In the Culture Wars, the Right struggles with a commitment to principles, decorum, and intellectual honesty. In every area of life, those qualities are virtues, but in the battle against the progressive Left, those virtues quickly become liabilities.
Nowhere is this handicapping more apparent than on the “Never Trump” Right. In some cases—think neocon loons Max Boot and Bill Kristol—these figures are not even properly part of the “Right.” In other cases, they’re effete elites—like George Will—who comprise the “loyal opposition” to the dominant Leftist paradigm.
In still others, the Never Trumpers are overly-literal ideologues who can’t accept anything but 100% ideological purity. These are the Libertarians or “libertarian Republicans” that love 99% of what Trump has accomplished as president, but can’t abide tariffs or border control. They point to Trump’s seemingly “authoritarian” rhetoric as evidence that the freedom-loving real estate mogul is not-so-secretly an American Mussolini.
Such is the case with Michigan Congressman Justin Amash, the self-styled “libertarian Republican,” who announced on Twitter that President Trump has committed impeachable offenses (without identifying what those offenses may be).
There are also rumors that Amash might run for president in 2020 as a Libertarian. Given his tenuous but significant popularity in Michigan, he could siphon away enough votes from President Trump to cost him a crucial State and its electoral votes.
And herein rests the problem with so-called “libertarians” like Amash: they’re willing to sacrifice the good—in Trump’s case, the overwhelmingly great—for the perfect. “I can’t have Milton Friedman for President, so I’ll make sure the depraved socialists take office.”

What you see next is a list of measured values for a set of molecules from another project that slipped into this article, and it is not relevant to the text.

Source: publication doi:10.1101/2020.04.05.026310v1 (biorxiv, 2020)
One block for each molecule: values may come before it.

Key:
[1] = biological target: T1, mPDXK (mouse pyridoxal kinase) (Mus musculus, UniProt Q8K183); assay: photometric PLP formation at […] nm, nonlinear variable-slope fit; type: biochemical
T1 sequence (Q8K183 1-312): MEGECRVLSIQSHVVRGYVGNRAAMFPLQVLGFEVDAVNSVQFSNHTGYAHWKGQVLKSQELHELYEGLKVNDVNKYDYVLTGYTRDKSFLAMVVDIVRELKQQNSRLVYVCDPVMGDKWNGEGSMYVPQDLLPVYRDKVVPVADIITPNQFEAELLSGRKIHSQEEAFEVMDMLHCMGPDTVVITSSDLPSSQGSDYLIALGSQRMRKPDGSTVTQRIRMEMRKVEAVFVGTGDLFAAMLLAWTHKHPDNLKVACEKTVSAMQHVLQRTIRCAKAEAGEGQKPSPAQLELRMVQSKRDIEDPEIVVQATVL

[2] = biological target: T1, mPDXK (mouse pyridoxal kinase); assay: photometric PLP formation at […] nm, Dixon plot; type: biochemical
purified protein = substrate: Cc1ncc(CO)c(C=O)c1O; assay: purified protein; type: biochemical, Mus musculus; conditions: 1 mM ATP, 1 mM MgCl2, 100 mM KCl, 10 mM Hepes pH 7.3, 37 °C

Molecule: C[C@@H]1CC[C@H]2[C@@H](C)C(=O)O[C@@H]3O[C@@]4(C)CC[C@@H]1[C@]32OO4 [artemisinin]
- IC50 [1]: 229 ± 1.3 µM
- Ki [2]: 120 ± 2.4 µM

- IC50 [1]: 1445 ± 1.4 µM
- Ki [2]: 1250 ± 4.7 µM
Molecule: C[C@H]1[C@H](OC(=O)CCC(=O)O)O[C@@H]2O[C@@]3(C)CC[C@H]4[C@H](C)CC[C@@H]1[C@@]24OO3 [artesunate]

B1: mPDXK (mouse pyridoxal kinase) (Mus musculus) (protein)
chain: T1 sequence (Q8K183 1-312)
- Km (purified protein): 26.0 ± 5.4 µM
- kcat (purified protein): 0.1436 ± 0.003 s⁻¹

Further, Amash has spent his entire career in politics, with the exception of one year working for his father’s company. That’s not necessarily a bad thing, but it definitely doesn’t fit with the Randian Übermensch ideal of spergy libertarianism. Libertarianism works great if you’re shielded completely from the vagaries of the real-world job market.
The most generous interpretation is that Amash sincerely believes that the president’s reactions to the Mueller probe constitute what he calls “impeachable conduct” (never mind that the Constitution doesn’t identify “conduct” as worthy of impeachment, just “high crimes and misdemeanors”). I can accept that Amash has applied his ideology so rigidly—and his distaste for real political brawlers so completely—that he believes the president should be impeached.
On the other hand, given his utter lack of real-world experience, it could be that Amash is attempting to make a name for himself after he leaves Congress (or gets voted out). There are a number of Never Trumpers who, I’m convinced, are biding their time. Should Trump lose in 2020—or when he leaves office in 2025—they look forward to resuming their place atop the political ruling class, getting back to their ineffectual, noodle-wristed “opposition” to official, state-sanctioned Leftism.
Regardless, the Right has no room in its ranks for such traitors (the Great One, Mark Levin, characterized Amash as a “Benedict Arnold against the Constitution“). Fortunately, Michigan State Representative Jim Lower has announced a primary challenge to Amash. Here’s hoping Lower lowers Amash a peg or two.